The park – actually named after Luka Ćelović who developed most of the neighbourhood and bequeathed it to Belgrade University – was completely changed due to gentrification since late 2000s. First Savamala started attracting hipsters, and then the Belgrade Waterfront luxury development meant that the flux of railway passengers and workers looking for sex services was stopped, as the old train station was closed.
Another staple of the Picin park scene was the nearby Partizan cinema. Located inside the pre-WWII palace housing Veteran associations, after WWII the cinema initially specialised in showing cowboy films. Later on, however, it was the designated porn cinema in the city.
The shift towards blue movies came with showing of the Italian Emmanuelle sexploitation series during 1970s.
While I never visited the cinema (my generation grew up with the internet), I was emotionally attached to it due to the family lore and especially one story involving my, ever jovial, grandma.
In late 1970s, she treated her mother (who was in her 60s then) and her friend with a ticket to see a romantic movie about a lonely girl trying to find love in the unfair world. The two elderly ladies were excited and dressed up for the occasion, only to see the theatre filled with a disproportionate number of men. By the time the first sex scene ended, my great-grandmother’s friend was blushing and frightfully offended.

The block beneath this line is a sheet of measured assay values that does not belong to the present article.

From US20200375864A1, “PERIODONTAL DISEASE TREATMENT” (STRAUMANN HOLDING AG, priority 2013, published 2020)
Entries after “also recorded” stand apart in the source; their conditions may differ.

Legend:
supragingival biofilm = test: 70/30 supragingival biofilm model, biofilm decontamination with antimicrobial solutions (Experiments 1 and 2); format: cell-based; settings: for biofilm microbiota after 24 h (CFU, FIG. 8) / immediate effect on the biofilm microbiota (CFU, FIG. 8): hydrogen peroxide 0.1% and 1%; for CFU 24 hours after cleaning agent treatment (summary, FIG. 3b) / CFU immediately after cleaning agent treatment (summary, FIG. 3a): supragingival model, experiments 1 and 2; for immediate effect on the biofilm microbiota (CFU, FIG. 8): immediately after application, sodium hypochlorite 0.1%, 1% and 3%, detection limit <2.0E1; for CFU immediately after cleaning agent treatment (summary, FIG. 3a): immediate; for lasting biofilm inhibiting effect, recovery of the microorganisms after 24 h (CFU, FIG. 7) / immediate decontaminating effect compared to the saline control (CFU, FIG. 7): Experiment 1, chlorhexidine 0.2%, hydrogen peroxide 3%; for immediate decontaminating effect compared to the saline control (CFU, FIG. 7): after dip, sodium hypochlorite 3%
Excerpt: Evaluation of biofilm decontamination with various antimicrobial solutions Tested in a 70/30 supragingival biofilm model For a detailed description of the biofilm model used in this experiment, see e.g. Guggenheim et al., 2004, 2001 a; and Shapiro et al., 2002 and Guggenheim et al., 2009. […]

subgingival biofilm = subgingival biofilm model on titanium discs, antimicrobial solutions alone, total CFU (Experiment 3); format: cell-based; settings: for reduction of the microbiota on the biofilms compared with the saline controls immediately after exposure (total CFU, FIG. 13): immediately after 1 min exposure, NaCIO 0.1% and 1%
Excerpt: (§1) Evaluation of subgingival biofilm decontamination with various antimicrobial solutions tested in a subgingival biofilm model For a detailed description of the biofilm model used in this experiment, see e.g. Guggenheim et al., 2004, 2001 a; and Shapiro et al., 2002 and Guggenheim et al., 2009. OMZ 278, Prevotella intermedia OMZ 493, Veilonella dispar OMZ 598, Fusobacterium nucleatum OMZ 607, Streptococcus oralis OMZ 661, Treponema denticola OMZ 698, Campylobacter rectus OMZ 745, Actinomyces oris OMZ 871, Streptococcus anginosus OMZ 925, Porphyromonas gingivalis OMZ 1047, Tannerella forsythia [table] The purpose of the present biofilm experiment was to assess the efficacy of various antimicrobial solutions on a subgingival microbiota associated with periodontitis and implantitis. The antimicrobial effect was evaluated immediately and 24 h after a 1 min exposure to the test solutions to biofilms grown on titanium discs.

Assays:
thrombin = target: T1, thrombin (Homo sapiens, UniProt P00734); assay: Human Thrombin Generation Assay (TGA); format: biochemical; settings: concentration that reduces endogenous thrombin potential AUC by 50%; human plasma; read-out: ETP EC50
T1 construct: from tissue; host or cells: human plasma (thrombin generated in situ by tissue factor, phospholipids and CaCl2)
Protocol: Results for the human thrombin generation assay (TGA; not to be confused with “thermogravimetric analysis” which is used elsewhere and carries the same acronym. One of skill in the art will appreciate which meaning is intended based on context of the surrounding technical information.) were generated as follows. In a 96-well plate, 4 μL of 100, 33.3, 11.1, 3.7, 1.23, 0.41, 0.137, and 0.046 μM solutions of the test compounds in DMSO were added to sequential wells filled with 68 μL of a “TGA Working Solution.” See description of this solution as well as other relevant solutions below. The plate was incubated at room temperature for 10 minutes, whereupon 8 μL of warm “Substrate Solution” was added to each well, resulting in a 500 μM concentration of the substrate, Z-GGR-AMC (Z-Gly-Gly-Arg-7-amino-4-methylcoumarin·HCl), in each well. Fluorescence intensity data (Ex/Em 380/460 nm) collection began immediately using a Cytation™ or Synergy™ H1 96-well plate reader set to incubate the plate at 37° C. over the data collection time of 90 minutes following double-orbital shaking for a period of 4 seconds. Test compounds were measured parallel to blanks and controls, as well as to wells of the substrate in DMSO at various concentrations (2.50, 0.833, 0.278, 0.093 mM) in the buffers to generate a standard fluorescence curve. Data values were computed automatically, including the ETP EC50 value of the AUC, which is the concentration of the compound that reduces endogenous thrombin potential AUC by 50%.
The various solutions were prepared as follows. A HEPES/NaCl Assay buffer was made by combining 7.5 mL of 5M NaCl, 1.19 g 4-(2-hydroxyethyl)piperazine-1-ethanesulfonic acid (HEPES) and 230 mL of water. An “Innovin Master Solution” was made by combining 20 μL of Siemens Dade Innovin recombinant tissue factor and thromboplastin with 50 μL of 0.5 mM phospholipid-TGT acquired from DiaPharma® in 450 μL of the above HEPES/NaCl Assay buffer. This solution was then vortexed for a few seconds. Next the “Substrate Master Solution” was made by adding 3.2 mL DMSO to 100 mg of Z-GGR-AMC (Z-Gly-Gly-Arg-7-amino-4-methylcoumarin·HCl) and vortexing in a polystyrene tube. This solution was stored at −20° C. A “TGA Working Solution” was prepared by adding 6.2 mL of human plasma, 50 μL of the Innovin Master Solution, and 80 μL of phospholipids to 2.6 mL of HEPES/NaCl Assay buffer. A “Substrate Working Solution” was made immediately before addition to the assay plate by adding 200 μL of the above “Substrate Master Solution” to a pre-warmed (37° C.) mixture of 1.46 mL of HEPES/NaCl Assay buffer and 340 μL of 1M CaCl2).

“Oh, Mrs. Mišic, do you think your daughter thinks we are loose women?”, she asked my great-grandma who was also a bit of prankster herself.
“No, but as awful as this is, my friend, I think we should stay and see how the movie ends.”
The two of them stayed, finished watching whatever sequel of Emmanuelle they were lured in to see, and laughed the whole occasion off afterwards with my grandmother.
My only brushes with Partizan, which closed in late 2000s after the criminal privatisation of Belgrade’s cinema chain Beograd film, were laughing while reading the ludicrous names of its films (Snow-white and the naughty dwarves sticks in memory) and feeling uncomfortable passing by the sex-shop at its front.
Although Belgrade (along with Eastern Europe) has been the subject of much exoticisation in terms of its dens of sin, including a whole performance art work dedicated to the topic by Marina Abramović, I am no longer aware of titillating places such as Lotos, Picin park and Partizan… I guess most of the “sin” is enjoyed virtually nowadays.